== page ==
For the fifth day in a row, the US Postal Service moved fewer ballots on-time in critical battleground states than it did in the previous day, according to new court filings.
Five of the states with low processing scores — Michigan, Wisconsin, Georgia, New Hampshire and Maine — do not allow ballots to arrive after Election Day.
The continued drops in performance mean ballots are now at significant risk of not arriving to election offices in time to be counted. In more than half of the states, mail-in ballots will not count if they arrive after polls close.
A higher processing score means that a higher percentage of ballots are traveling through the mail system on time.
The Postal Service said that on a national level, it moved fewer ballots on time on Sunday and Monday than on Friday, with the service’s overall processing score dropping from 91% to 90%. Scores have been steadily declining since Wednesday, when USPS reported it moved 97% of ballots on time.
The Postal Service reported that it moved at least 740,864 ballots on Sunday and Monday.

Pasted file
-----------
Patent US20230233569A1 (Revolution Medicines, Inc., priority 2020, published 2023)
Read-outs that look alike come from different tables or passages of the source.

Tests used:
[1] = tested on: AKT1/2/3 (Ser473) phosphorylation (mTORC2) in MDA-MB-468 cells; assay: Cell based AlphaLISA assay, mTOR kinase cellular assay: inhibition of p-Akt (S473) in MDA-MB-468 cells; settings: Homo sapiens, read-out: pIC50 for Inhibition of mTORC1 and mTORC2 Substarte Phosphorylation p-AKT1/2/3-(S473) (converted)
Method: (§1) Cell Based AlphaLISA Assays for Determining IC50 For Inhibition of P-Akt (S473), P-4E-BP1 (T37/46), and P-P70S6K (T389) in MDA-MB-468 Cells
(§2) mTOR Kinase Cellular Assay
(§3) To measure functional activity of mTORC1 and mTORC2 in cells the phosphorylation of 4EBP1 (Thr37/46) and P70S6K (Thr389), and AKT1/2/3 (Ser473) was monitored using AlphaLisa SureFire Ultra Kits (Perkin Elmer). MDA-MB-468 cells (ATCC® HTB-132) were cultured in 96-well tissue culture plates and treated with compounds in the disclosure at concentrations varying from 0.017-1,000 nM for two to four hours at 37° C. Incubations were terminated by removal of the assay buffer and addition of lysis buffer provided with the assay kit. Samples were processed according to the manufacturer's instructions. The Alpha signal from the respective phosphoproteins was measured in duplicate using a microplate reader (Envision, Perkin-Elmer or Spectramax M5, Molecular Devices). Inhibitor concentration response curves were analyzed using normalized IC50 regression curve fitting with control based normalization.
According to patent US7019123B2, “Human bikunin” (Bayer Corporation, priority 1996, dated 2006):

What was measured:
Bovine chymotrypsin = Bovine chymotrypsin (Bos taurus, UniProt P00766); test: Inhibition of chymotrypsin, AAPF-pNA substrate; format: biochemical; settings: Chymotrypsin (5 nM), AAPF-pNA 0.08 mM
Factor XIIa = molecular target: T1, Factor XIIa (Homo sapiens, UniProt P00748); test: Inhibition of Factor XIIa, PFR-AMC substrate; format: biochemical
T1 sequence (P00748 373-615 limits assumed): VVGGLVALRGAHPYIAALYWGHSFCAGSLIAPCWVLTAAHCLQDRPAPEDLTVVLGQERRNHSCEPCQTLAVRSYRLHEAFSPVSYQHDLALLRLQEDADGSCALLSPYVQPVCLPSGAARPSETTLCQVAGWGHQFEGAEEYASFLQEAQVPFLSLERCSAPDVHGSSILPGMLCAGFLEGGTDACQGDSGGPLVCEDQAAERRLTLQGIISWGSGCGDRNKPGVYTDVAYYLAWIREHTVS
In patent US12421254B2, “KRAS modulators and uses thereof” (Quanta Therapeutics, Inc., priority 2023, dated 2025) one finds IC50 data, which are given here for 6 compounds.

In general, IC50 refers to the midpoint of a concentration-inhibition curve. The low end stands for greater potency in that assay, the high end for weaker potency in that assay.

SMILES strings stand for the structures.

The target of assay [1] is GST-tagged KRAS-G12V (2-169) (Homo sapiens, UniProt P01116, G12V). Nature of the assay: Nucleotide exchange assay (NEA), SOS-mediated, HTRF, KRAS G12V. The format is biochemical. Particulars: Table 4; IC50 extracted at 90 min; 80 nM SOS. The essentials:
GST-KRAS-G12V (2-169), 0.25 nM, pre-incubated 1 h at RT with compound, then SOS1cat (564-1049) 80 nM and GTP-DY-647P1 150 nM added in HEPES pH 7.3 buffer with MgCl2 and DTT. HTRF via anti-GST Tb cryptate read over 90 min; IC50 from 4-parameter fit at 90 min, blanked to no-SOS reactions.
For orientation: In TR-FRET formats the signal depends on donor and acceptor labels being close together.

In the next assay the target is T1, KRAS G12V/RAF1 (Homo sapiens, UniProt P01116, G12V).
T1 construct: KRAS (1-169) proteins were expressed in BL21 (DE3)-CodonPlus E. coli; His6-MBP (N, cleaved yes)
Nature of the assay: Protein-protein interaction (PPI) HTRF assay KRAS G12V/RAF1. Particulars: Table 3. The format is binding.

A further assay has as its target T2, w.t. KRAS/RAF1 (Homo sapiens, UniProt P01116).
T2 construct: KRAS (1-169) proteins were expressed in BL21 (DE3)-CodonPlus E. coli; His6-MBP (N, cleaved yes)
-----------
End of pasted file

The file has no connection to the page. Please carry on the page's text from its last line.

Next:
Some critical battlegrounds states are still experiencing a drop in processing scores below 90%.
Just 52% of the Atlanta district’s ballots, and 69% of ballots in wide swaths of North Carolina moved on-time on Sunday and Monday, the USPS reported. The two districts had the lowest processing scores in the US.
Fewer than than 80% of ballots in Pennsylvania and Ohio were moved on time, with Central Pennsylvania and the Ohio Valley sinking into the low 70s. Michigan, Wisconsin, New Hampshire and Maine all had processing scores well below the 90% mark.
These figures do not include ballots being returned through what USPS calls “local turnaround.” That’s the process USPS says some post offices have implemented, where ballots are being delivered directly to local boards of election — they are postmarked, but don’t go through normal mail processing.
USPS has reiterated that the delays are largely due to staffing shortages due to Covid-19.
To fix the issues, USPS has provided “multiple layers of operational oversight,” is coordinating closely with the USPS inspector general, and has been holding daily troubleshooting calls with problem areas.